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Paul Gorman is an English journalist, author, and owner of the fashion label The Look Presents.

Contents

Journalism

From 1978, Gorman worked on weekly news for a number of trade publications. In 1983, he was the recipient of the Periodical Publishers Association award for campaigning journalism for a series of investigative food industry articles. Gorman also freelanced for national newspapers in the UK and the US before taking up the post of west coast bureau chief for Screen International in 1990.

Based in Los Angeles, he interviewed executives, directors, producers and stars, including Jerry Bruckheimer, Don Simpson, Oliver Stone, and Nicolas Cage and worked at Cannes and the Oscars.

Between 1993 and 1998, Gorman was contributing editor at Music Week, where he reported on leading executives and artists such as Madonna's manager Freddy de Mann, Creation Records founder Alan McGee and U2 manager Paul McGuinness, as well as artists such as David Bowie,Iggy Pop, Elvis Costello, the Sex Pistols and the Spice Girls (conducting their first ever interview). Pieces he wrote during this period for Music Week as well as for Mojo can be found at Rock's Back Pages[1].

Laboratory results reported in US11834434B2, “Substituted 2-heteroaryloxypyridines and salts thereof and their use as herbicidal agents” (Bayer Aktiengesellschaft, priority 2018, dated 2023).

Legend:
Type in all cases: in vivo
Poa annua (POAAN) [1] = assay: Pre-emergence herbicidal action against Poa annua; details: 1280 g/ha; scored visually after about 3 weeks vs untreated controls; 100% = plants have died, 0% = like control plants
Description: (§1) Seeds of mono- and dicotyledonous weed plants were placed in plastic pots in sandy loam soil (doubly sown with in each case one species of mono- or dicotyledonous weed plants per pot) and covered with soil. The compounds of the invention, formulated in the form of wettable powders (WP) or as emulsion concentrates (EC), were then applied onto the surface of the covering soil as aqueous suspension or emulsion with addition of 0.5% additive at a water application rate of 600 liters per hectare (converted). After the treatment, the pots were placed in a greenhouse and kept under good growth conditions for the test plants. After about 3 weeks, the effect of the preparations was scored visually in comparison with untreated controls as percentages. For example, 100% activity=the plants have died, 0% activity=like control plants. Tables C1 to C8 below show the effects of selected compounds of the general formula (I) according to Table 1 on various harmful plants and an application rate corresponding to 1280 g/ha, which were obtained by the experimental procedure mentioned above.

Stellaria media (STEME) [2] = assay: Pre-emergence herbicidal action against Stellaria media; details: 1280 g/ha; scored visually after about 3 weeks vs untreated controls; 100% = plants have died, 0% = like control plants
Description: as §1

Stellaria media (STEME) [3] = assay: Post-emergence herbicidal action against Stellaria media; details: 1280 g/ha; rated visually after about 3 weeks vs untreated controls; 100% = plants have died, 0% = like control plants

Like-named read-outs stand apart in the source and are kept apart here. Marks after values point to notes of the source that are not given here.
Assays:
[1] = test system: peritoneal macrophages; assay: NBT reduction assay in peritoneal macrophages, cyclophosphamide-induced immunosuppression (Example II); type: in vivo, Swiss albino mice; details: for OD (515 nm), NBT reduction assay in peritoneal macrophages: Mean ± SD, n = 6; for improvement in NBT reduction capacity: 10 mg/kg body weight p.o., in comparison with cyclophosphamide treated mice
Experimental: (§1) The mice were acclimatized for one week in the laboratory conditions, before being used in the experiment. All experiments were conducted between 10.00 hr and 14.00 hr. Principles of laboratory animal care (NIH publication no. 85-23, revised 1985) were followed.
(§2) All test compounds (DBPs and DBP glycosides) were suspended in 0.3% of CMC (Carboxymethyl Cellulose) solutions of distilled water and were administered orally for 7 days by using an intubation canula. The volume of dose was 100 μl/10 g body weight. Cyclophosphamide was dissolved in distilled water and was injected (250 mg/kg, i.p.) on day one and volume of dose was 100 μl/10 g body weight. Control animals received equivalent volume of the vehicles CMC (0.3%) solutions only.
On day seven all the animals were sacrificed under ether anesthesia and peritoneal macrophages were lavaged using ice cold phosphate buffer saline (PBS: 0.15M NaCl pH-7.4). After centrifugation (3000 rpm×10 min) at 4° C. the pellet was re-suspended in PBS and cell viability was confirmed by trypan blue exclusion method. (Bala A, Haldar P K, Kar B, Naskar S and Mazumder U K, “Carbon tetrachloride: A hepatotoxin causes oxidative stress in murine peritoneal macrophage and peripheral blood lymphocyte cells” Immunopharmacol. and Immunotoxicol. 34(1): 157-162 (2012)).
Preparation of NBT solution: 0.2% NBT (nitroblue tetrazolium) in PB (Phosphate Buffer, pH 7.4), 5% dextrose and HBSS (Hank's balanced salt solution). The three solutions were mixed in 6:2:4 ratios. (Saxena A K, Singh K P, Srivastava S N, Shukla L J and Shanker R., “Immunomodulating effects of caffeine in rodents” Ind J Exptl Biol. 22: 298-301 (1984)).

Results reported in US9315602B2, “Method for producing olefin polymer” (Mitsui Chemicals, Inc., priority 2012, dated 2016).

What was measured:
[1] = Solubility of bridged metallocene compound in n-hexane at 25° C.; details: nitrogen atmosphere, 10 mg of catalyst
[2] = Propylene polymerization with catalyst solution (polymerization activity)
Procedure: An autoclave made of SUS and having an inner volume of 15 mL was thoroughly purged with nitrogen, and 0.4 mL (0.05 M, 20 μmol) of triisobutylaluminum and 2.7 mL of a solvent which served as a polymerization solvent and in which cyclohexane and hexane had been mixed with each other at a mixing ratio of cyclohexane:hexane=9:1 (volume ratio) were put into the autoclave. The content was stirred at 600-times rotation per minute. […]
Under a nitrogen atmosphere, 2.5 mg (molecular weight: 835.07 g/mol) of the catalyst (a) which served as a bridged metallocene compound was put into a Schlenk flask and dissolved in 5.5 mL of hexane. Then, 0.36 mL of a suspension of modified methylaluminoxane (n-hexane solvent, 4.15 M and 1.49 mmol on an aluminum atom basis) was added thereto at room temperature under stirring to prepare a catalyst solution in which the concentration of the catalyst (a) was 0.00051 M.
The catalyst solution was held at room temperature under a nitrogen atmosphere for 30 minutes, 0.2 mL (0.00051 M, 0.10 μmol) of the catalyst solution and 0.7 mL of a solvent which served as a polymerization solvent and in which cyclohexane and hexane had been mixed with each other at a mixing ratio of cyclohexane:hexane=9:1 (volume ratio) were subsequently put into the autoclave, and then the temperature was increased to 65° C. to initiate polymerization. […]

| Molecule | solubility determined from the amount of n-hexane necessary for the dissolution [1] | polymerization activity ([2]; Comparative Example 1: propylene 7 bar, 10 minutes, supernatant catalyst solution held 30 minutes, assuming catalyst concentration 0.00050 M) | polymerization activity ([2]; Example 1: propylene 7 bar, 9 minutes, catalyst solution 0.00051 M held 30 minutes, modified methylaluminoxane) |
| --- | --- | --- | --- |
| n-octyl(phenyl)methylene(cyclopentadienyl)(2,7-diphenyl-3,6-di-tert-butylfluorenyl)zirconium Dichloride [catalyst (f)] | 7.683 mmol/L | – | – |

Between 1994 and 1999, Gorman was also contributing editor at Music Business International, and covering the international entertainment business in the US, south east Asia, Australia, Scandinavia, Spain, Israel and South Africa, attending such events as the MTV Awards, the Grammys, the Brits and the VH1 Divas.

Books

  • In March 2001, Sanctuary Press published The Look: Adventures In Pop & Rock Fashion, the first edition of Gorman's exhaustive study of the combustion of music and style from the post-war years to the present. With a foreword by Malcolm McLaren, it was greeted with acclaim. "No crease is left unironed," announced Vanity Fair.
The Look
Straight
  • In 2006, he wrote Blood & Fire: The Story Of UB40's Ali & Robin Campbell with Tim Abbot.
  • In May 2006, Adelita published Gorman’s 'The Look: Adventures In Rock & Pop Fashion with an introduction by Paul Smith and foreword and updated contributions from Malcolm McLaren. “This is the book,” wrote Robert Elms in The Times[5]. The Look has been accompanied by events at the V&A, London College of Fashion and Central Saint Martins and also spawned a London club-night which featured DJ sets and performances by Pam Hogg, Keanan Duffty, Glen Matlock, Kevin Rowland, The Priscillas and Poppy & the Jezebels. The Look was launched in Japan to coincide with the opening of Paul Smith’s flagship store, Space, in Tokyo and has an active online presence at www.rockpopfashion.com/blog.
  • In January 2007, Arrow Books published Cry Salty Tears, a story of surviving a life of spousal abuse which Gorman ghostwrote for Boy George’s mother Dinah O’Dowd. This appeared in the Sunday Times Top Ten selling non-fiction hardbacks list.
Reasons to be cheerful